Kathmandu, December 30
The Under-construction Madan Bhandari Highway that passes through the Chure region from the eastern to the western part of the country has drawn vehement criticism from environmental journalists, right activists and stakeholders after it was found that the width of the highway had been increased without preparing a new environment impact assessment report.
Madan Bhandari Highway is one of the national pride projects.
The EIA report is a must for any development project. If there are any major changes in the project, a new EIA report should be prepared. EIA provides detailed information about the geological structure of the area, possible impact of the construction project on the ecology in the area and measures to reduce the impact.
EIA must be approved by the ministries concerned before the project can start.
The 1,200-km highway that passes from Chure range was supposed to have only two lanes of seven-metre width, but the road is being constructed as a four-lane highway that is 11-metre wide.
The bodies concerned have not even prepared detailed project report.
Environmentalists claim that the project will have adverse impact on the country’s largest underground water resources that lie in the Chure range.
Work on the project had begun with approval of the DPR, which stated that the highway would have two lanes seven-metre wide.
Later work on the highway was carried out with many changes, including the changes in width.
But the authorities have showed no interest in preparing a new DPR as per the changes.
These are the findings outlined by a research conducted by environmental journalists on the highway project with the support of Nepal Forum of Environmental Journalists.
One of the key researcher journalists Bishwamani Pokharel, during the report unveiling ceremony programme held here today, said that authorities were not interested in preparing a new EIA report, as it could be detrimental to the project, since the highway was constructed in one of the most sensitive geographical areas of the country.
Pokharel, who is also a geologist, said, “The Chure area which is like a water sponge is very important to maintain underground water level in the area. Besides, it is likely that roads in such areas cannot remain intact for long as soil erosion and landslides can be very common.”
Chure region, which is being rapidly exploited by various development projects, spreads on an average width of 50 kilometres from north to south across the country. This region, currently, has the East-West Highway. Other mega transportation projects such as East-West Railway, mid-Hilly Highway and Postal Highway have also been proposed in the region.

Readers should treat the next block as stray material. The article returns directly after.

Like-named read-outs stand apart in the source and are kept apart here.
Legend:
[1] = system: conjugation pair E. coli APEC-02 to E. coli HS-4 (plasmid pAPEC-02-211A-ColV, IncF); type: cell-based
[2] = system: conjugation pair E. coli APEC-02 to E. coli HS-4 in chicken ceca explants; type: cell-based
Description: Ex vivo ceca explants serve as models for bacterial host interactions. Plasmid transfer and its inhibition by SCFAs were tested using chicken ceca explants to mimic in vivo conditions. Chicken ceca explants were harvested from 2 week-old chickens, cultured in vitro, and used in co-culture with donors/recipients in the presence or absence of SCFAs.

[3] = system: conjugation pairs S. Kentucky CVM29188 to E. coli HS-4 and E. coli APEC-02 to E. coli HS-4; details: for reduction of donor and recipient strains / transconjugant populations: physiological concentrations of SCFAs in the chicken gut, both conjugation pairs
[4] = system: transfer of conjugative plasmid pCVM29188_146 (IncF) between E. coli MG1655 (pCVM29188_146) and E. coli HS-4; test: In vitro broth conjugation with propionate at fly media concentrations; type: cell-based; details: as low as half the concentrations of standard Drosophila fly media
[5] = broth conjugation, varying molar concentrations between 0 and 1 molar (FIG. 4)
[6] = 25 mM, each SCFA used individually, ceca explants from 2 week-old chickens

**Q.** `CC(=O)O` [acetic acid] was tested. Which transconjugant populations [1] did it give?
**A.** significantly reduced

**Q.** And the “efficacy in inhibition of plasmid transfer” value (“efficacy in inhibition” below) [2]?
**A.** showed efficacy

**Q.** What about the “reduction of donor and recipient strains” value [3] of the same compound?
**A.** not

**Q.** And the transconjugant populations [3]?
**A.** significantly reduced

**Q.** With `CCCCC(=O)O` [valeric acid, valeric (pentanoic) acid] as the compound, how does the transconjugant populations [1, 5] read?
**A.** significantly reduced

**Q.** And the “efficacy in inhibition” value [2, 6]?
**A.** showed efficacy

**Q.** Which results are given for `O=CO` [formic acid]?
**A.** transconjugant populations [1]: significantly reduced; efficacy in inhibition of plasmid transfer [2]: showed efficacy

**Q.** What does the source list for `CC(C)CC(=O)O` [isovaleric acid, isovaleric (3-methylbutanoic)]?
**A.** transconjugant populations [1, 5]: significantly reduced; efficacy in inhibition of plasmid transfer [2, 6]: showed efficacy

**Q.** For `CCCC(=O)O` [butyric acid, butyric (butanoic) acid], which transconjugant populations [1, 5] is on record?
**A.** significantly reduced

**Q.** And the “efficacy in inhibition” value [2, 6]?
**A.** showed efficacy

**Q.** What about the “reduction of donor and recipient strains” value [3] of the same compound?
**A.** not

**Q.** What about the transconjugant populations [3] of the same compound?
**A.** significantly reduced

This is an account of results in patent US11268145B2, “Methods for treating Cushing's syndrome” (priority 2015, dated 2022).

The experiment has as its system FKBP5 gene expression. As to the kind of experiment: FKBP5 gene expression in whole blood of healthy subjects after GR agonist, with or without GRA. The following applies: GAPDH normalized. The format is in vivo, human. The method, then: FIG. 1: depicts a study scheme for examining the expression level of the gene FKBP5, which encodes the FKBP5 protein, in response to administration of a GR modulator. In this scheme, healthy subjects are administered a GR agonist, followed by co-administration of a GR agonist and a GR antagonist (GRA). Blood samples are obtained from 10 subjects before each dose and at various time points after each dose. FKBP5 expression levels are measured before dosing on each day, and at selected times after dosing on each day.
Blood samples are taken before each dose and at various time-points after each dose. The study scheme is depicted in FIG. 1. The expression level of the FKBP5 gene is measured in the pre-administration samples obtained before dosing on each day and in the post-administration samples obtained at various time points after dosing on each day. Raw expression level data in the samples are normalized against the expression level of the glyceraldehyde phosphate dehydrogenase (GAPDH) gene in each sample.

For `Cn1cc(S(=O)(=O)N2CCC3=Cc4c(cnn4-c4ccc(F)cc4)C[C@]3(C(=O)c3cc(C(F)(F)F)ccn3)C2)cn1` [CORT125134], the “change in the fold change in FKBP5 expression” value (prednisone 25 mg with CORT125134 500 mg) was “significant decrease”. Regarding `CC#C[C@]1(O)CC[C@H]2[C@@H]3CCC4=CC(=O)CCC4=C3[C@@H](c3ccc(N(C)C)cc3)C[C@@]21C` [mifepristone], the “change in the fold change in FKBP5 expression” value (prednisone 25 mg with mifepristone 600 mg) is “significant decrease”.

For the road project, which will connect Shantinagar of Jhapa in the east to Rupal of Dadeldhura in the west, the government has allocated Rs 4.5 billion.
The research was conducted in the 271-km length of the highway from Hetauda-Sindhuli- Gaighat-Basaha and Chatara. The government has claimed that it will complete construction of the 271-kilometre road section in the eastern part by November 2020.
Till date, more than 8,255 trees have been cut down for the project.
The law states that for felling a tree, the authority concerned should plant 25 trees.
However, even after cutting down thousands of trees, authorities are undecided on where to plant the trees.
Former President Ram Baran Yadav, unveiling the report, said that it was sad that the government had completely ignored the sensitivity of the geographical structure of Chure region.
Yadav further said that the project was likely to threaten national unity. Although he did not clearly say how such a thing would happen, Yadav was suggesting that the highway would divide Madhesis from the rest of the Nepalis.
Sindhu Prasad Dhungana, spokesperson of Ministry of Forest and Environment said that although the project did not have EIA, it had made the Initial Environmental Examination report.
“The IEE can also sometime work as an EIA report, however it definitely cannot replace the EIA,” Dhungana said.
A version of this article appears in print on December 31, 2019 of The Himalayan Times.